The next general meeting of the ION North Star Section will be Thursday May 17th in Mechanical Engineering Building Room 1130 at the University of Minnesota (http://campusmaps.umn.edu/tc/map.php?building=265). The keynote speaker at this meeting will be a presentation on the Design and Analysis of Safety Critical Systems by Peter Seiler from the University of Minnesota.
Please email us at email@example.com, if you plan to attend.
Â 6:00 Meet and Greet
Â 6:30 Keynote Speaker
Â 7:45 Section Business
Â 8:00 Closing remarks
Sandwiches and beverages will be served during the Meet and Greet portion of the meeting.
The keynote presentation will be:
Title: Design and Analysis of Safety Critical Systems
Presenter: Peter Seiler (University of Minnesota)
Abstract: The FAA (US) and JAA (European) certification authorities impose high demands on the reliability of safety-critical aircraft systems.Â The high degree of reliability is typically achieved through the use of physically redundant components. Commercial aircraft such as the Boeing 777Â have redundant control surfaces, sensors, processors, hydraulic lines, and communication networks. This talk will first review the design challenges associated with redundancy management for commercial aircraft.Â One drawback of physical redundancy is the increased size, cost, weight, and power requirements.Â Some aircraft, e.g. UAVs, cannot be designed to meet the conflicting design requirements imposed by the use of physical redundancy for reliability. Model-based fault detection provides an alternative means to achieve high levels of reliability without using redundant physical hardware.Â These analytical methods detect faults using dynamic models to relate the behavior of various subsystems and sensor measurements.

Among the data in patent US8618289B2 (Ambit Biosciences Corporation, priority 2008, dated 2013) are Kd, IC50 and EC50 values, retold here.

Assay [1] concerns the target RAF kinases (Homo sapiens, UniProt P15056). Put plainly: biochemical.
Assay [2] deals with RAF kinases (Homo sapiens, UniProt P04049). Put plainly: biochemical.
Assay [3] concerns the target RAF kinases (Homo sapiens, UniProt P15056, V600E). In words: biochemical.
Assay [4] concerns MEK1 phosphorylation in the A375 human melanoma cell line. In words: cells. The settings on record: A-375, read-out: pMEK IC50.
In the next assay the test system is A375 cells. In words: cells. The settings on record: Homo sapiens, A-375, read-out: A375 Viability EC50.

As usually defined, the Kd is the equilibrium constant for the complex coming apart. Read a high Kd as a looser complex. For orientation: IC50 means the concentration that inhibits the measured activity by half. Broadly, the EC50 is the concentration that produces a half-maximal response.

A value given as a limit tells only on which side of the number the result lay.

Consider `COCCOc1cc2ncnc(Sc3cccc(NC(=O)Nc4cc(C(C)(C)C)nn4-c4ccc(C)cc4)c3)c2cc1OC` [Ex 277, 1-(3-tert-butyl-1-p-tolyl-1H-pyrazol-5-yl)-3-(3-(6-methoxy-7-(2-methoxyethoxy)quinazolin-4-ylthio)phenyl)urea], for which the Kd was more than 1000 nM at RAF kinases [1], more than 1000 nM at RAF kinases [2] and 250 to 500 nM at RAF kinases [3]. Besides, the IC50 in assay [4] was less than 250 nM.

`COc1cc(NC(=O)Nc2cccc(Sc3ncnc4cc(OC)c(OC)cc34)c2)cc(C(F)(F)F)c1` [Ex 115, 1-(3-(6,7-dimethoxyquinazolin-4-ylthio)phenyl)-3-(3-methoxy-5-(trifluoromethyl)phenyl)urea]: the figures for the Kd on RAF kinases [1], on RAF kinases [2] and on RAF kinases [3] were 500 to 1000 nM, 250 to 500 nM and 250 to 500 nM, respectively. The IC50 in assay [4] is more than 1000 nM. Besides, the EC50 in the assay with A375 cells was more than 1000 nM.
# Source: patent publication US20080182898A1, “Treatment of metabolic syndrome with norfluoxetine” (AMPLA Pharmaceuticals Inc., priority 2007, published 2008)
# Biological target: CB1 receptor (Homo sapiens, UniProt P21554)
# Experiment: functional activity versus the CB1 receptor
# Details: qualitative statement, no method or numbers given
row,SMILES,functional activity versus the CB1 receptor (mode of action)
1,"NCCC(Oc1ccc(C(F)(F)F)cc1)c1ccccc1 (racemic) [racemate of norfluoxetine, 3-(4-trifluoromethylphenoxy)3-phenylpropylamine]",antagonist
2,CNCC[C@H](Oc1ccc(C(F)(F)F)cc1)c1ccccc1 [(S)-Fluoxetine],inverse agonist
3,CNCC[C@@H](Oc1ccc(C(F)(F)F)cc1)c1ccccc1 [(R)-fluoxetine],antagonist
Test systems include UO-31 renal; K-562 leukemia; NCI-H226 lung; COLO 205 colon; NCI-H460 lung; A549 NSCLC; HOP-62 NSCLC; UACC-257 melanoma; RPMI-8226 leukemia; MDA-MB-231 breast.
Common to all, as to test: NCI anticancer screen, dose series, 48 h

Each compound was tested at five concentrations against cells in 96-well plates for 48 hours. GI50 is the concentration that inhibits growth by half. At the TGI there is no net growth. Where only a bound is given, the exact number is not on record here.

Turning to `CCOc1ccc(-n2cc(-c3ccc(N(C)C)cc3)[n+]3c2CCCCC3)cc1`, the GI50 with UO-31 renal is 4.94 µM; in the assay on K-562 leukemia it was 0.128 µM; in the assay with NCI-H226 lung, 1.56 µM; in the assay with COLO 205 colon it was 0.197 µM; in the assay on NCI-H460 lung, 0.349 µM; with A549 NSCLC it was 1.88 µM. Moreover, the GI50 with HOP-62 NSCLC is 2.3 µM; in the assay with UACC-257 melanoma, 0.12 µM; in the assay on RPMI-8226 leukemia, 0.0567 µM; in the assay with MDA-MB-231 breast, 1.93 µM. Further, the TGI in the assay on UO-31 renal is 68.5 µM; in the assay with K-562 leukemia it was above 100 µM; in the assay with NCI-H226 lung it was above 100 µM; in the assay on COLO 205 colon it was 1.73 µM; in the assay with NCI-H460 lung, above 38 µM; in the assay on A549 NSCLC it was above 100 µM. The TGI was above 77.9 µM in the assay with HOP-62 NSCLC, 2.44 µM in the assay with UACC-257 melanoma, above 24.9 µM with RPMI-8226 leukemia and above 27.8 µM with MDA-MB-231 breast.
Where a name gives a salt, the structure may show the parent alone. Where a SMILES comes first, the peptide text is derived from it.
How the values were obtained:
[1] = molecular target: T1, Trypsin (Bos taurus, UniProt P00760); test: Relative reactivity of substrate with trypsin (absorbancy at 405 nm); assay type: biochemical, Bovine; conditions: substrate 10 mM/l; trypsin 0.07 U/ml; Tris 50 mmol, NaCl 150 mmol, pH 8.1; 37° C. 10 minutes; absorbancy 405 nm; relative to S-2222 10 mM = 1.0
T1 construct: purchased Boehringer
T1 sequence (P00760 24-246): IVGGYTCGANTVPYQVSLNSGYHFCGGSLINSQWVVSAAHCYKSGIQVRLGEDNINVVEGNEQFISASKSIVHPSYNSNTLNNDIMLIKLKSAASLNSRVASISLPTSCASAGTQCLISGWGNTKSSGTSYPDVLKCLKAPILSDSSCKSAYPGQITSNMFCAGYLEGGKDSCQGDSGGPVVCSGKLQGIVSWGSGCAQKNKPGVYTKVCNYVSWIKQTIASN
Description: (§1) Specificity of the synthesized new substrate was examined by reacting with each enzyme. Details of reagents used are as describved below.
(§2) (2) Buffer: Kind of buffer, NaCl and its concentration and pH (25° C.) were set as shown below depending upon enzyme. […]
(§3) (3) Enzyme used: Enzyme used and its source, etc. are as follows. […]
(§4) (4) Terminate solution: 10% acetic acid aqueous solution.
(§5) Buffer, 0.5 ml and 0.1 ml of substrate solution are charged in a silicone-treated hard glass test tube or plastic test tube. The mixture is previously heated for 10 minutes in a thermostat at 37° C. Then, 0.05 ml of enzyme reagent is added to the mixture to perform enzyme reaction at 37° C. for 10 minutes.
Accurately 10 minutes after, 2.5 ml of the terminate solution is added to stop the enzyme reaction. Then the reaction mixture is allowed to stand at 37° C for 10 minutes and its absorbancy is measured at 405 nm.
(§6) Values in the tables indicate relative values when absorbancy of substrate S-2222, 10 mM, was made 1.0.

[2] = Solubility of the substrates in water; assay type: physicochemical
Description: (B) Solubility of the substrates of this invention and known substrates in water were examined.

Systems that use analytical redundancy must also demonstrate the required levels of reliability to certification authorities. A major obstacle to the use of analytical fault detection in aerospace systems is the lack of appropriate tools to analyze and certify the performance of these systems. The second part of the talk will describe a mathematical framework that can be used to analyze the performance of systems that rely on analytical redundancy.